As well as sales, Bishop added, TEFAF is a key destination for meeting institutions, and knowing what is in the works for them. It was one reason he was pleased to see the fair back in its traditional timeslot.
“It’s important that it’s in the calendar and that it’s part of the fall budget meeting at the museums. But TEFAF is also how you find out about exhibitions coming up. You need that community to really understand what’s coming,” he said.
For Anthony Crichton-Stuart of long-time exhibitor Agnews, the fair was “very good” if “a little shy” on private buyers. He noted that the groups of museum buyers that came around hinted at a “changing of the guard” too. “Among the curators and conservators there are a lot more women and it is a younger, more diverse group than it has been.”
Fellow UK dealer Jonathan Coulborn of Thomas Colbourn & Sons also enjoyed the museum presence at a “fantastic” event.
He added: “I was absolutely delighted by it. We have various irons in the fire with museums and it was very reaffirming being back at a proper fair.”
Brexit the new normal
Like Agnews and other British dealerships, Coulborn now faces Brexit regulations when selling in Europe. One European client was prepared to carry his purchase off the stand there and then, but had to wait for the completion of the paperwork.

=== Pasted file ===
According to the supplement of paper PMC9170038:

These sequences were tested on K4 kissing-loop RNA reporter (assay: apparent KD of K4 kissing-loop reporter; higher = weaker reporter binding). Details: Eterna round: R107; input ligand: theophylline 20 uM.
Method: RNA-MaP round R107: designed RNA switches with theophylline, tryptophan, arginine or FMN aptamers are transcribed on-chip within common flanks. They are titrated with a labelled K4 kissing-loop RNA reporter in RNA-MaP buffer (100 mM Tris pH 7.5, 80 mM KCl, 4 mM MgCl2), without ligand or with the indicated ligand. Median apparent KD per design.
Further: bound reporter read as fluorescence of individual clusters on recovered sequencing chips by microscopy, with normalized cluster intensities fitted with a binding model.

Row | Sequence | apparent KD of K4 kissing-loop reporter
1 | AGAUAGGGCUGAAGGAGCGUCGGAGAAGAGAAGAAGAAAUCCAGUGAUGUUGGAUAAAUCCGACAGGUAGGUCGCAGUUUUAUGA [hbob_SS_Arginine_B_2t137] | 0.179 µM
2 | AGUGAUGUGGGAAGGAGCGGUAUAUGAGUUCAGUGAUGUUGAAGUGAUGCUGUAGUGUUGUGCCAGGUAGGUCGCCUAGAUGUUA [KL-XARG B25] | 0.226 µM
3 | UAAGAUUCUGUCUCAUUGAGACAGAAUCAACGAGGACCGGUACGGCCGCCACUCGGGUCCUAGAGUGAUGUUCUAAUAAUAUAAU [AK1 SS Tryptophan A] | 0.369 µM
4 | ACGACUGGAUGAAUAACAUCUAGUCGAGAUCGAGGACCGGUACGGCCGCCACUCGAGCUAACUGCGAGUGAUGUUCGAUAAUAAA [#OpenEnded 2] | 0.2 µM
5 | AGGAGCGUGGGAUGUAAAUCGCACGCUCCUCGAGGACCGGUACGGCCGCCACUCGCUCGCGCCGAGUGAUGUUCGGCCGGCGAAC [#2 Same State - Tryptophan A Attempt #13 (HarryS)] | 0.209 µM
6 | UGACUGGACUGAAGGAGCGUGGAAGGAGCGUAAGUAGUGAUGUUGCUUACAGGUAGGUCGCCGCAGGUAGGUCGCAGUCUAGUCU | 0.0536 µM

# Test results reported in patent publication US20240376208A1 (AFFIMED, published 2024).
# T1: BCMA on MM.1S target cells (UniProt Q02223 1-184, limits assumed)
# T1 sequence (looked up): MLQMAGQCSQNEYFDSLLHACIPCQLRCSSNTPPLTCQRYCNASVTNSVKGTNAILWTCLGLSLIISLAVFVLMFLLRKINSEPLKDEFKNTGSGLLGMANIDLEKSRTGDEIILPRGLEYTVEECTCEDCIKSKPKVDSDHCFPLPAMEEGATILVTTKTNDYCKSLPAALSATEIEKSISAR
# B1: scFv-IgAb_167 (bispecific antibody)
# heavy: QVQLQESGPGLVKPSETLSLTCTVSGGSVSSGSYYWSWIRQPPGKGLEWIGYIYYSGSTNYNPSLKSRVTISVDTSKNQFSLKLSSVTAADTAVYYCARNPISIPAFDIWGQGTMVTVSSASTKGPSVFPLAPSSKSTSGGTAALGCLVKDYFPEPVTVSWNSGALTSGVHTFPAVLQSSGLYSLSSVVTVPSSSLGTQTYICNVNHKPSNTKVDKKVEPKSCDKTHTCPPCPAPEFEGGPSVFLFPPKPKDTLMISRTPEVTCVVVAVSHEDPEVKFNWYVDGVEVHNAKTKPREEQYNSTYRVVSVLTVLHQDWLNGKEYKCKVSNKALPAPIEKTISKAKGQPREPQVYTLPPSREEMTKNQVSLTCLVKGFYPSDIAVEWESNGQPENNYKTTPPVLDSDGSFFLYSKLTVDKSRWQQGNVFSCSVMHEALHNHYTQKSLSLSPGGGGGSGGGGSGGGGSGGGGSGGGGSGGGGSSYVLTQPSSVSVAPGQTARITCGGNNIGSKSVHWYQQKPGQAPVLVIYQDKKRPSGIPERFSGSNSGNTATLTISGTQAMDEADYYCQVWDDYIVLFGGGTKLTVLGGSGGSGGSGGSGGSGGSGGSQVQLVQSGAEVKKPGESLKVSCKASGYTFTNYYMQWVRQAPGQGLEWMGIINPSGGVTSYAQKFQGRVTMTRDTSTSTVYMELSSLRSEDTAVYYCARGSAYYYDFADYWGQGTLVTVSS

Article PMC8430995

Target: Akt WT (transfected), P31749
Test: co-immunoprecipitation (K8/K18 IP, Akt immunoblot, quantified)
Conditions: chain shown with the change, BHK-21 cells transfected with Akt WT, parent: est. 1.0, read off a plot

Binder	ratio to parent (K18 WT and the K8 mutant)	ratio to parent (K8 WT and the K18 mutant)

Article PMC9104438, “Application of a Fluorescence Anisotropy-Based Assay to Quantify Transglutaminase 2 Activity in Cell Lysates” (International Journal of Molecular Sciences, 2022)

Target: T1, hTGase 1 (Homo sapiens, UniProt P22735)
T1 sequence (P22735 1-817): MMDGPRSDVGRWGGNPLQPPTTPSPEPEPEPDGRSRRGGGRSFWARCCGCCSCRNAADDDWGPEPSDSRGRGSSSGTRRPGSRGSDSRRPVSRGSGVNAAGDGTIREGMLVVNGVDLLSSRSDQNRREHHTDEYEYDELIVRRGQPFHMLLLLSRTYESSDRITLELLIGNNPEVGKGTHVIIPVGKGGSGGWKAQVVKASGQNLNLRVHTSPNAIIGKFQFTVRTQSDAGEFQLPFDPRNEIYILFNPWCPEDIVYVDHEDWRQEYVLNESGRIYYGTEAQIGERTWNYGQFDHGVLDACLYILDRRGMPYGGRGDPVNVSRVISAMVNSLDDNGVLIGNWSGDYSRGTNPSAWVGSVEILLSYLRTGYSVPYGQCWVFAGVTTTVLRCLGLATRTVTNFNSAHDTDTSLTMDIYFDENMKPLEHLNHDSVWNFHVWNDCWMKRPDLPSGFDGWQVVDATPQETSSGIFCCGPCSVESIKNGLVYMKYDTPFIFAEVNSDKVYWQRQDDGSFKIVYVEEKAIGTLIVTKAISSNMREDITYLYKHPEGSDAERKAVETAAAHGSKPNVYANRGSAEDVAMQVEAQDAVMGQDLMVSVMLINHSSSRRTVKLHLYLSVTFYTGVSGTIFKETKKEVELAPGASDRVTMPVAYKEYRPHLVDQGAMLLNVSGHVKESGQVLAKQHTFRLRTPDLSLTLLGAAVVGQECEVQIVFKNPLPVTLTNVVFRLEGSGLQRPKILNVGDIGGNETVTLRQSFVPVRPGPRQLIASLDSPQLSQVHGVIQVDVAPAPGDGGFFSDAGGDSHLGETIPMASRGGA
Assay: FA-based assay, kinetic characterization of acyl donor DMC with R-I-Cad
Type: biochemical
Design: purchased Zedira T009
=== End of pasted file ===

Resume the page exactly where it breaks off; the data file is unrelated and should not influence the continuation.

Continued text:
“Luckily they were happy to go around the fair for a couple of hours and come back to collect,” Coulborn sad. “There was an extremely professional approach at the fair with the UK shippers who partnered with the EU shippers and there was a customs officer on site.”
Coulborn’s standout sales included the Biedermeier globe table formerly in the collections of Walter P Chrysler and the Duchess of Kent, which had an asking price in the region of €125,000 and sold to a new client from the US.
Other significant sales from British dealers included a collection of 157 playing cards, the Frank van den Bergh Collection, to a private collector for €600,000 from the stand of Daniel Crouch Rare Books and Lion Devouring a Doe by Barthélemy Prieur (1536-1611) for about £1.4m to a private collector from Stuart Lochhead Sculpture.
Colnaghi found private buyers for its portrait of a young noblewoman by Alonso Coello and The Penitent St Jerome by Alonso Berruguete.
Trinity Fine Art parted with its highlight work Portrait of a Scholar seated, three-quarter-length, holding a book by Tintoretto, also to a private client. Joost van den Bergh, meanwhile, sold over a third of the works exhibited on the stand.